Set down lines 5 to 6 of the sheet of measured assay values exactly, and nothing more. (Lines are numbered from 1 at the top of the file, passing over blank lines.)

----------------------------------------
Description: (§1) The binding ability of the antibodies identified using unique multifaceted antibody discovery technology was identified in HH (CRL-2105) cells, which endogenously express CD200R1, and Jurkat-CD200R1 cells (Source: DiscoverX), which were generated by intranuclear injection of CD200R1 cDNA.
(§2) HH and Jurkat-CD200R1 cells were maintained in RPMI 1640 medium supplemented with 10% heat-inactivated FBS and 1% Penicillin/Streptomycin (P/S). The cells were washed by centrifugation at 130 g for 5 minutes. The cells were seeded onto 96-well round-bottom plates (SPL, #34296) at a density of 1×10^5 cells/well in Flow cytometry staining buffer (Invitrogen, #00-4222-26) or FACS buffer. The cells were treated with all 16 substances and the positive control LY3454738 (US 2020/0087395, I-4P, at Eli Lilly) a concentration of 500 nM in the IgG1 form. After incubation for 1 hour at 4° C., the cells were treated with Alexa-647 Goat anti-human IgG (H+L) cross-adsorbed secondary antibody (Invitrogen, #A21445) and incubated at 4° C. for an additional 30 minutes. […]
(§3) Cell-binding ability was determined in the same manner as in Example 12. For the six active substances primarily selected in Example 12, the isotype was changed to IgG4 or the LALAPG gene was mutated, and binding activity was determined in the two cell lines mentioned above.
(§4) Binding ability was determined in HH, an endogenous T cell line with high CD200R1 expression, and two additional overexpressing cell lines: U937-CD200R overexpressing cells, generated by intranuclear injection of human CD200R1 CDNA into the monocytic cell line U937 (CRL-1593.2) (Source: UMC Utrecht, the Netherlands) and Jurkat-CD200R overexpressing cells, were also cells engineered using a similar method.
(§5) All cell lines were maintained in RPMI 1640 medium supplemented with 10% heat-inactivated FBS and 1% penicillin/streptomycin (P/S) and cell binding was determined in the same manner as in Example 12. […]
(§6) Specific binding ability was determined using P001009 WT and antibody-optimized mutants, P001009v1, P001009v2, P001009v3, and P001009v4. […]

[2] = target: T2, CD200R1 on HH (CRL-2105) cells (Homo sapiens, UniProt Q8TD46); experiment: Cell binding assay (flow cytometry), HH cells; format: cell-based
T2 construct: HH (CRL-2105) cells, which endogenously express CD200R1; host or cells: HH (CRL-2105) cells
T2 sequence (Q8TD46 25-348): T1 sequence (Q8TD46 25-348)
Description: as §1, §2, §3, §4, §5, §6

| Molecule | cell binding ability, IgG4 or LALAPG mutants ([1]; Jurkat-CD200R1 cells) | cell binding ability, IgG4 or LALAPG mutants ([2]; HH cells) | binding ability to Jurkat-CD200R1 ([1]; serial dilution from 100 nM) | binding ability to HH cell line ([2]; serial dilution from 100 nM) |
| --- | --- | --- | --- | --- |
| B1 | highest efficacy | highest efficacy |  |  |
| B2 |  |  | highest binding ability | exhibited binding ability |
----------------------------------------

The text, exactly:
(§5) All cell lines were maintained in RPMI 1640 medium supplemented with 10% heat-inactivated FBS and 1% penicillin/streptomycin (P/S) and cell binding was determined in the same manner as in Example 12. […]
(§6) Specific binding ability was determined using P001009 WT and antibody-optimized mutants, P001009v1, P001009v2, P001009v3, and P001009v4. […]